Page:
The ammo isn’t everywhere, but it’s pretty easy to find here in the Chicago area–although the brand-options are much wider on-line. Delivery seems pretty quick, considering that it’s a type of cargo that could go “Boom!” I just order a couple boxes at a time.

    Sam doesn’t seem to think the Makarov is very attractive, but personally, I love that graceful Walther PP design. Makes it look like someone really cared about the visual impression this workhorse military side-arm would make. Why shoot a gun that looks exactly like all the others at the range? You can spot a Makarov from a block away. .

    And if you do spot one,I’d suggest you consider making an offer for it.

  8. This is the first semi auto pistol I ever owned and the best one that I no longer have. When I got mine you almost had to order ammo and that is one reason I gave it up. The other reason I gave it up is that my sister in law fell in love with it.

    1. Ammo is very easy to get. When I first got my first Mak it was a little scarce but myself and the other cops I worked with knew where to look. That was in 1990. It became a cult secret among cops when these things first hit the U.S. We were all clamoring to our dept.’s gun boss, Captain Cool (I call him) for permission to carry them off duty or back up. This was a little before polymer and Glocks, and we fell in love with the Makarov. If we bought our own, and got qualified on the pistol range, we were good to go! A couple months ago (2020) I saw an opportunity to get my second Makarov (30 years later). Been retired a long time, and now enjoy leisurely target shooting at my neighborhood range. I now happily own a Bulgarian (1990) and a Russian Baikal (2020). So I could go on and on about how tried and true mine are, but not tonight. Just wanted to give my take on the Makarov, which I am obviously still in love with. They are really great guns! I have been carrying, shooting, and defending myself and family for three decades with them. To further qualify myself, I am a former 1stCav Infantry sergeant, U.S Army, and have ample small arms experience. Get yourself a Mak, and don’t look back. Tell em’ an old Grunt told ya so!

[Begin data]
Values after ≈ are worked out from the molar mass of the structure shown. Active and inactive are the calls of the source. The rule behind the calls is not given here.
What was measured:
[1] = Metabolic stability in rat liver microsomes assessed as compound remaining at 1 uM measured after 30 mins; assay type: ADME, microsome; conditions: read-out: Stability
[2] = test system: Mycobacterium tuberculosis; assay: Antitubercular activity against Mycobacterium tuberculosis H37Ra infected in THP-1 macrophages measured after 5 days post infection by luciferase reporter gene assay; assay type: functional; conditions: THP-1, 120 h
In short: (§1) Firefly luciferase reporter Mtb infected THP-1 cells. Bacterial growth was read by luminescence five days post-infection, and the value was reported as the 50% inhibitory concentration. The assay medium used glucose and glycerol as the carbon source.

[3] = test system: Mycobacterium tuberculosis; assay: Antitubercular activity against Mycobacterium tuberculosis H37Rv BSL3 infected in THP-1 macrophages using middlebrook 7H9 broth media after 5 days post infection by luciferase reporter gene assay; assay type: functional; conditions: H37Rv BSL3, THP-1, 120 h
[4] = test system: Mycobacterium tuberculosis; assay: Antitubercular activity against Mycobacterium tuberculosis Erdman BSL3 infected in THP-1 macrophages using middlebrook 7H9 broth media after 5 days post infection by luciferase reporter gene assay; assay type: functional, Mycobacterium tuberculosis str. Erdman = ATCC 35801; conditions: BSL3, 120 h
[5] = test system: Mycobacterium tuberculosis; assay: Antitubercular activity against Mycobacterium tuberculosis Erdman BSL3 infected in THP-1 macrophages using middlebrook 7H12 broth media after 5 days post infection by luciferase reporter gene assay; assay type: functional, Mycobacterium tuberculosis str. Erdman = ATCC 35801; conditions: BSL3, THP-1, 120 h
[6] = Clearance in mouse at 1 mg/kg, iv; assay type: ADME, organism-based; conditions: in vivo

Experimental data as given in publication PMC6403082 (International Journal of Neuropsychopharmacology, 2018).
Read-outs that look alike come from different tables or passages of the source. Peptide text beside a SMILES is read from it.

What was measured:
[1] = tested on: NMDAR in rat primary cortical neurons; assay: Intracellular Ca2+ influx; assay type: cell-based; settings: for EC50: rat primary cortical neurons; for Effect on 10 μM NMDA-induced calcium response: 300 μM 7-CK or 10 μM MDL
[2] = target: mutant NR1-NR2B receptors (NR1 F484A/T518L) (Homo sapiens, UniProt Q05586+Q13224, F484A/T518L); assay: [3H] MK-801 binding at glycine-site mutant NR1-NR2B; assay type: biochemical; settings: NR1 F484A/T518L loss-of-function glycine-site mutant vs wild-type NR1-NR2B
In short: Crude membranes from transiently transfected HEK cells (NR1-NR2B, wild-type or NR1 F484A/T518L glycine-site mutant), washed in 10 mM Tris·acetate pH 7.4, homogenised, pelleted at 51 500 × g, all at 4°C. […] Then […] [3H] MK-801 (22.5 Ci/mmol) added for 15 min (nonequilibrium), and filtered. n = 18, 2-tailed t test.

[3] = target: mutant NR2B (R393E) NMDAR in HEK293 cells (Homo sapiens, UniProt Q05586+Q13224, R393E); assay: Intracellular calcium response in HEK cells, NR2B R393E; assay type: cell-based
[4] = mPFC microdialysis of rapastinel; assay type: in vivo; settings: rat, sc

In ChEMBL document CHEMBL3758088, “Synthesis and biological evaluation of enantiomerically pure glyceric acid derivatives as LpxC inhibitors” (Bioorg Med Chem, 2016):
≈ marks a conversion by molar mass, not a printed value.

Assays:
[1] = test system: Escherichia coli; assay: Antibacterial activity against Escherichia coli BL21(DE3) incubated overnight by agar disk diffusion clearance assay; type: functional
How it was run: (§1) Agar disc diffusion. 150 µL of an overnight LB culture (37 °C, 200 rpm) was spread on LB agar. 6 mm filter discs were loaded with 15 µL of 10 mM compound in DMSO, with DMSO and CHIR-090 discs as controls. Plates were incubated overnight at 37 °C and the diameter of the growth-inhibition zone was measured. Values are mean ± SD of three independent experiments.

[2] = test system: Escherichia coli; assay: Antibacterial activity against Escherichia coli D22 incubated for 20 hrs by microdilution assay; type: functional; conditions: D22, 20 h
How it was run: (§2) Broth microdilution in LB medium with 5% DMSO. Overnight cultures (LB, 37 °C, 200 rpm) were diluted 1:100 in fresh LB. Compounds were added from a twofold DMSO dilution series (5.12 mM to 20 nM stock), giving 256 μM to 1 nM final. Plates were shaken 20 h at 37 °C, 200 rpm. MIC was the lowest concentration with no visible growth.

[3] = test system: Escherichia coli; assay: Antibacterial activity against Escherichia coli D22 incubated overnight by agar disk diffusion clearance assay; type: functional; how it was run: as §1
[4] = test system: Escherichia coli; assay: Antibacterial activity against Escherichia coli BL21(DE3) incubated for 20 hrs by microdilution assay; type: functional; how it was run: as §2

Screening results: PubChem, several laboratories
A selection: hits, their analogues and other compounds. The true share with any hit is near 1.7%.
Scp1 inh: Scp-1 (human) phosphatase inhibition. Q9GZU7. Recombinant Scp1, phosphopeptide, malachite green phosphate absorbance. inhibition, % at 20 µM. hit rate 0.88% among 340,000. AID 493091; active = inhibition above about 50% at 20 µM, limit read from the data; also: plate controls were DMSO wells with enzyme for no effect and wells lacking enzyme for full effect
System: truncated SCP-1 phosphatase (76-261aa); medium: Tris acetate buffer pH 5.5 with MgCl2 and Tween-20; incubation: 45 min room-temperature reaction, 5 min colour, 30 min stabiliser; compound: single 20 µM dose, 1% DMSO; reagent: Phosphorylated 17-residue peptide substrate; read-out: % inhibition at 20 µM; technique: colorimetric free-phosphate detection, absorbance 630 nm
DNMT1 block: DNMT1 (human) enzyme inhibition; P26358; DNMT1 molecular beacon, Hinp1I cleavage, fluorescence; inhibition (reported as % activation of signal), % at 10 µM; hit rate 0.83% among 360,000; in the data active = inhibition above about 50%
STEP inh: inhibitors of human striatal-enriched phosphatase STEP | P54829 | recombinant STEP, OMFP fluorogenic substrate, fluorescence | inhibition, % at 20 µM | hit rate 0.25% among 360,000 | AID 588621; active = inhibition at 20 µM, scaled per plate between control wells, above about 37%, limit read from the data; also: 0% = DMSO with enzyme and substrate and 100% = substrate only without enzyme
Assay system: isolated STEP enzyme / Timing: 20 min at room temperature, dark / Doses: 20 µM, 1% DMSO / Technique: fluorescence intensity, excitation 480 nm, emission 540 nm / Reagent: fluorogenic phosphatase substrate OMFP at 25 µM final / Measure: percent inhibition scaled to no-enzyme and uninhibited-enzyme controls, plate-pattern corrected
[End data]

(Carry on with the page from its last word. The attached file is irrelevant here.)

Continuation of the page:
1. I was just looking at my first reply posted in October, 20 1919. I noticed that my recent trip down memory lane was off by about three months. Folks, the Old Grunt should fact check himself before going down memory lane. My Makarov story remains the same, but yours truly has a little trouble with the chronological details at times. In other words, my memory ain’t worth a damn at times. (lots of times). Please forgive me the three month slip up, and just remember all the nice things I said about the Makarov. Every word of praise about the sweet little commie pistola makarova is true. If you ever get a chance to shoot, or better yet, buy one, by all means DO IT! Tell em’ the old Infantry Grunt with diminishing memory cells told ya so. Honets!